Probability question to be calculated in R

tcratius

New Member
I am trying to solve these two questions and would like to discuss my logic of how I found the answer and some help with comprehending the question.

"The lifetime of a particular type of TV follows a normal distribution with =4800 hours, and = =400 hours.
(a) Find the probability that a single randomly-chosen TV will last less than 4,500 hours. Use R to assist with your computations.
(b) Find the probability that the mean lifetime of a random sample of 16 TVs is less than 4,500 hours. Use R to assist with your computations."

Ok, firstly, does the first line say that the lifetime of a particular type of TV follows a normal distribution, then does that mean it is the population they are talking about with a mean =4800 hours, and standard deviation =400?

Assuming the first part is the population mean and standard deviation, then I can work out the probability of a single randomly-chosen TV lasting less than 4500 hours, yet I am not confident it is the population.

Question a)
SE = standard_deviation/sqrt(1)
Z = (4500-4800)/SE
pnorm(Z) = 0.23

Question b) using central limit theorem
SE = standard_deviation/sqrt(16)
Z = (4500 – 4800)/SE
Pnorm(Z) = 0.001349898

Now I can not see how 16 TV's has such a small probability of being less than 4500hours when 1 TV has a probability of 23%.

Buckeye

Member
As the sample size increases, the standard error of the sampling distribution gets smaller. So, there is less variability around the mean. If you want to see visually, plot the density curves with different sample sizes.

tcratius

New Member
My view of the result of pnorm(Z) = 0.001349898 is that the probability of the vector < 4500 would 0.1% chance of successfully failing. That's it, nothing more? I haven't read the question wrong?

Buckeye

Member
The question is asking about the average lifetime of a random sample of 16 TVs. So, not every television will have a lifetime below 4500 hours. The sampling distribution plots averages of random samples of size 16 (over and over). If you plot a normal distribution with mean 4800 and standard deviation sigma/sqrt(n) you will see what I'm talking about.

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tcratius

New Member
ok, in Rstudio this is how I put wrote it. I created 9600 random numbers using rnorm based on twice the mean or mu. Added it to a data.frame and then plotted it using ggplot2. Am I going about this the wrong way to get the normal distribution? and this is what happens when you try to teach statistic to a programmer . I am trying.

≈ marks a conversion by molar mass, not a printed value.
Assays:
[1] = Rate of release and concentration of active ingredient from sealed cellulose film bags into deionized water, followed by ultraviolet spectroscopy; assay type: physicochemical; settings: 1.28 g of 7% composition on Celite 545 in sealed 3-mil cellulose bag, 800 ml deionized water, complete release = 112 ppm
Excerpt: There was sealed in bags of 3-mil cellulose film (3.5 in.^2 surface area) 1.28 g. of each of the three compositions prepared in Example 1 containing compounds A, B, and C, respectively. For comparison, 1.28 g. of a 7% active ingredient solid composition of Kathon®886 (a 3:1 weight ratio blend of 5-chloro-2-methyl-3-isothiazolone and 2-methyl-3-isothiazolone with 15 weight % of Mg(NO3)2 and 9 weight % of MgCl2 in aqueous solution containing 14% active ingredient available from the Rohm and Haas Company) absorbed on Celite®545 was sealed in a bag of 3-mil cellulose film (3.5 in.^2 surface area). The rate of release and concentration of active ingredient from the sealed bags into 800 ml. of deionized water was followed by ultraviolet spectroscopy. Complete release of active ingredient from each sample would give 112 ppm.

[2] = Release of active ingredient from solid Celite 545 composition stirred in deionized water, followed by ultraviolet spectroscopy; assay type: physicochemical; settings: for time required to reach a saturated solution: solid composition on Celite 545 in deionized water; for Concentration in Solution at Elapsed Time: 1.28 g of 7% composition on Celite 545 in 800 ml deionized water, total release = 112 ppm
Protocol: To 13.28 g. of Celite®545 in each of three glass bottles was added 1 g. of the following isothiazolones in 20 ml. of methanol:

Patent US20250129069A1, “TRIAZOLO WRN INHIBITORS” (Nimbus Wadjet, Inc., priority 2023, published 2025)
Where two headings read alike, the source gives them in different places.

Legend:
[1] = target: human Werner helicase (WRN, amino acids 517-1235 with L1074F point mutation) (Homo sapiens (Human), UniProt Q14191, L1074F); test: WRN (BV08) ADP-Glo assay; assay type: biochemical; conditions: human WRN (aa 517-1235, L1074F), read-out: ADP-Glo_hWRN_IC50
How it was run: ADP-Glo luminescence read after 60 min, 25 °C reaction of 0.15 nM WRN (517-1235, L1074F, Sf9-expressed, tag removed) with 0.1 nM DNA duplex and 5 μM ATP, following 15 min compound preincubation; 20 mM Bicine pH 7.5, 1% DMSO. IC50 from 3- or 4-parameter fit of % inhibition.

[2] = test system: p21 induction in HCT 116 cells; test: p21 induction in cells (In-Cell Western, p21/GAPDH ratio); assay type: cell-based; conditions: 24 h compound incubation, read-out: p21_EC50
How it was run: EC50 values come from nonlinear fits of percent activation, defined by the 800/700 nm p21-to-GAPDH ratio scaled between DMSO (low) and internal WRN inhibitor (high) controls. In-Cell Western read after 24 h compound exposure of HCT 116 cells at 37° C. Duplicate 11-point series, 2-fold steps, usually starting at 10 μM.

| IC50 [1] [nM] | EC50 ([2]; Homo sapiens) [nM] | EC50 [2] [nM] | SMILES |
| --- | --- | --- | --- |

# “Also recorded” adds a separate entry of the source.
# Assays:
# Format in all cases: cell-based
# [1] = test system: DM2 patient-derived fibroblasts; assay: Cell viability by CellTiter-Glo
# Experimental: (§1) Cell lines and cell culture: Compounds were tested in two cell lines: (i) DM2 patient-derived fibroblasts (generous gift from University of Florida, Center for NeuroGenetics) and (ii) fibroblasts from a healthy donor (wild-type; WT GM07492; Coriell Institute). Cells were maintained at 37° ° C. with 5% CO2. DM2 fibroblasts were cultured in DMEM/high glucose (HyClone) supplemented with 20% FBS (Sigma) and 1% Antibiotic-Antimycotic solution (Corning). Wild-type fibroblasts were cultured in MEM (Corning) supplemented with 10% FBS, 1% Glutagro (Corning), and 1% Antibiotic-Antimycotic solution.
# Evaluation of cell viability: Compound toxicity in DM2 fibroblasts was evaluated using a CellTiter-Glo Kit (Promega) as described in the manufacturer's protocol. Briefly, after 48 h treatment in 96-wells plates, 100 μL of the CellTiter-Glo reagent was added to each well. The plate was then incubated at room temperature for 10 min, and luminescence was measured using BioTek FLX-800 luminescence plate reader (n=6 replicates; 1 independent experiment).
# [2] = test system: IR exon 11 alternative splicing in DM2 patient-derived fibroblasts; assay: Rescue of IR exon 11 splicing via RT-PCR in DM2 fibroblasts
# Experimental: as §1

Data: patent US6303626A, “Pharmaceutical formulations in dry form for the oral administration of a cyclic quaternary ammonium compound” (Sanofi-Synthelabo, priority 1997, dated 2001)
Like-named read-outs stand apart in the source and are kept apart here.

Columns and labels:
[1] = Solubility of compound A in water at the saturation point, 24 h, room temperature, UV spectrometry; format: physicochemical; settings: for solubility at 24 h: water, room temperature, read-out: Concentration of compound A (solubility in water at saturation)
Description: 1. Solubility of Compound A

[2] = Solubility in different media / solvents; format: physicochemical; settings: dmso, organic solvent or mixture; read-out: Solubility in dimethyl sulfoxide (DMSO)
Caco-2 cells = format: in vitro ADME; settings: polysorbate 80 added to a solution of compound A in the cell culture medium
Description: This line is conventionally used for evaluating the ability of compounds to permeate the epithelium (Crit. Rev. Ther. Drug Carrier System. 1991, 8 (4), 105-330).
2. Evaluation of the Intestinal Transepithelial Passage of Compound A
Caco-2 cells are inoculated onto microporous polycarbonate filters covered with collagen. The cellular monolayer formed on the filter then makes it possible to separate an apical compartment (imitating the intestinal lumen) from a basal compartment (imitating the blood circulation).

library(ggplot2)

mu <- 4800 # mean in Hour
sigma <- 400 # sigma
rnorm.axis <- mu * 2 # Number of values to be randomly generated
n <- 16 # number of TV's
std <- sigma/n

TV <- data.frame(x = rnorm(rnorm.axis, mu, sigma))
TV2 <- data.frame(X = rnorm(rnorm.axis, mu, std))

plotTV <- ggplot() +
geom_density(aes(x=x), data=TV, alpha= 0.2, fill='red', size=1) +
geom_density(aes(x=X), data=TV2, alpha=0.2, fill='blue', size=1) Buckeye

Member
Seems right except that the standard deviation should be sigma/sqrt(n) But you see how the blue curve has a smaller spread. Which suggests that the chance of seeing a sample of 16 tvs with an average less than 4500 is quite low.

Just remember that for a sampling distribution:
1.) randomly sample a specified size from the population
2.) take the mean lifetime of the sample
3.) plot it in the graph.
4.) repeat

This is done over and over until we see that blue shaded curve. In fact, if we sampled from a skewed population many times the sampling distribution would approach a normal distribution. You can visualize this at this website: http://www.lock5stat.com/StatKey/

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tcratius

New Member
Yeah not sure how I ended up writing sigma/n when my code has sigma/sqrt(n). Cheers for your help, stats really blows my mind, yet it is really interesting. I'll checked out the website too. Take care